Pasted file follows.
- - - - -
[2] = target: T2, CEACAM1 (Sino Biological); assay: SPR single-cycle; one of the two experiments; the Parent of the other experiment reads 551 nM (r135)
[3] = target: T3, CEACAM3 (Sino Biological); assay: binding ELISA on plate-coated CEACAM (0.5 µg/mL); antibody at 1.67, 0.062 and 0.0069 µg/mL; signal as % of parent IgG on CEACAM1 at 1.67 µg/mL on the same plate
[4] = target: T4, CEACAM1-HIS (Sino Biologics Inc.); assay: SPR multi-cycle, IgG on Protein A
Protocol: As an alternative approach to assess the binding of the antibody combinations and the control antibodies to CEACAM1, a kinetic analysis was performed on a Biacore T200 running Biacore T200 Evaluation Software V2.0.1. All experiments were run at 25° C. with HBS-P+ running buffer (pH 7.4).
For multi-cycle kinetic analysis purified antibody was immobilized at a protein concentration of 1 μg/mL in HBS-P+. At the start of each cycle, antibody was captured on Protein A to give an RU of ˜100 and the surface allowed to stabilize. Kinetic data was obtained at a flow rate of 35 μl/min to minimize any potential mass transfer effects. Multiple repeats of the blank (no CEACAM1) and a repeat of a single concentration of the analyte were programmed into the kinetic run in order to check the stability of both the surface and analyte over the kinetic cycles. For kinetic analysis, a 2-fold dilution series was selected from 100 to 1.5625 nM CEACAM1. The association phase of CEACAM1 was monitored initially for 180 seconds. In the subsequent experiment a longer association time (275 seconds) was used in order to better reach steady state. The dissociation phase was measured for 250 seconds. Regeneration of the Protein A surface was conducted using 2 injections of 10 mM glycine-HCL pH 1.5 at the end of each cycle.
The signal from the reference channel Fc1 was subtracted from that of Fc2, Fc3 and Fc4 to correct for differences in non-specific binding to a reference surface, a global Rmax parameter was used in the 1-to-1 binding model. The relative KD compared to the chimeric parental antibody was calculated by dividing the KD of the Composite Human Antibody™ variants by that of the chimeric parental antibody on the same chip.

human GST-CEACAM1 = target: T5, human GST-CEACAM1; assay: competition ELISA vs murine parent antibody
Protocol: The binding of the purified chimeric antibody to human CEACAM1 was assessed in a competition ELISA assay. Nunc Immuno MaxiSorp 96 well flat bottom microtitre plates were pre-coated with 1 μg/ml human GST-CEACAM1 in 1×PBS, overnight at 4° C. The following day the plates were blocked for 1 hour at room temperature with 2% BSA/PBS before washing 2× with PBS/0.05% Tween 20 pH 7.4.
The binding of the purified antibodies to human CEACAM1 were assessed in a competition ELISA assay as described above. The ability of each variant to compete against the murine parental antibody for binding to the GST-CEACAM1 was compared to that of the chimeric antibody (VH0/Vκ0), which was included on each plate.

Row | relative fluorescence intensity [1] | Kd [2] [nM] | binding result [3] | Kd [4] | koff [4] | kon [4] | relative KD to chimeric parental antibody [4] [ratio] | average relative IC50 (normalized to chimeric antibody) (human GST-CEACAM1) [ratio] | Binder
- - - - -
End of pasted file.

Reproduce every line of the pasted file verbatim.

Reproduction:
[2] = target: T2, CEACAM1 (Sino Biological); assay: SPR single-cycle; one of the two experiments; the Parent of the other experiment reads 551 nM (r135)
[3] = target: T3, CEACAM3 (Sino Biological); assay: binding ELISA on plate-coated CEACAM (0.5 µg/mL); antibody at 1.67, 0.062 and 0.0069 µg/mL; signal as % of parent IgG on CEACAM1 at 1.67 µg/mL on the same plate
[4] = target: T4, CEACAM1-HIS (Sino Biologics Inc.); assay: SPR multi-cycle, IgG on Protein A
Protocol: As an alternative approach to assess the binding of the antibody combinations and the control antibodies to CEACAM1, a kinetic analysis was performed on a Biacore T200 running Biacore T200 Evaluation Software V2.0.1. All experiments were run at 25° C. with HBS-P+ running buffer (pH 7.4).
For multi-cycle kinetic analysis purified antibody was immobilized at a protein concentration of 1 μg/mL in HBS-P+. At the start of each cycle, antibody was captured on Protein A to give an RU of ˜100 and the surface allowed to stabilize. Kinetic data was obtained at a flow rate of 35 μl/min to minimize any potential mass transfer effects. Multiple repeats of the blank (no CEACAM1) and a repeat of a single concentration of the analyte were programmed into the kinetic run in order to check the stability of both the surface and analyte over the kinetic cycles. For kinetic analysis, a 2-fold dilution series was selected from 100 to 1.5625 nM CEACAM1. The association phase of CEACAM1 was monitored initially for 180 seconds. In the subsequent experiment a longer association time (275 seconds) was used in order to better reach steady state. The dissociation phase was measured for 250 seconds. Regeneration of the Protein A surface was conducted using 2 injections of 10 mM glycine-HCL pH 1.5 at the end of each cycle.
The signal from the reference channel Fc1 was subtracted from that of Fc2, Fc3 and Fc4 to correct for differences in non-specific binding to a reference surface, a global Rmax parameter was used in the 1-to-1 binding model. The relative KD compared to the chimeric parental antibody was calculated by dividing the KD of the Composite Human Antibody™ variants by that of the chimeric parental antibody on the same chip.

human GST-CEACAM1 = target: T5, human GST-CEACAM1; assay: competition ELISA vs murine parent antibody
Protocol: The binding of the purified chimeric antibody to human CEACAM1 was assessed in a competition ELISA assay. Nunc Immuno MaxiSorp 96 well flat bottom microtitre plates were pre-coated with 1 μg/ml human GST-CEACAM1 in 1×PBS, overnight at 4° C. The following day the plates were blocked for 1 hour at room temperature with 2% BSA/PBS before washing 2× with PBS/0.05% Tween 20 pH 7.4.
The binding of the purified antibodies to human CEACAM1 were assessed in a competition ELISA assay as described above. The ability of each variant to compete against the murine parental antibody for binding to the GST-CEACAM1 was compared to that of the chimeric antibody (VH0/Vκ0), which was included on each plate.

Row | relative fluorescence intensity [1] | Kd [2] [nM] | binding result [3] | Kd [4] | koff [4] | kon [4] | relative KD to chimeric parental antibody [4] [ratio] | average relative IC50 (normalized to chimeric antibody) (human GST-CEACAM1) [ratio] | Binder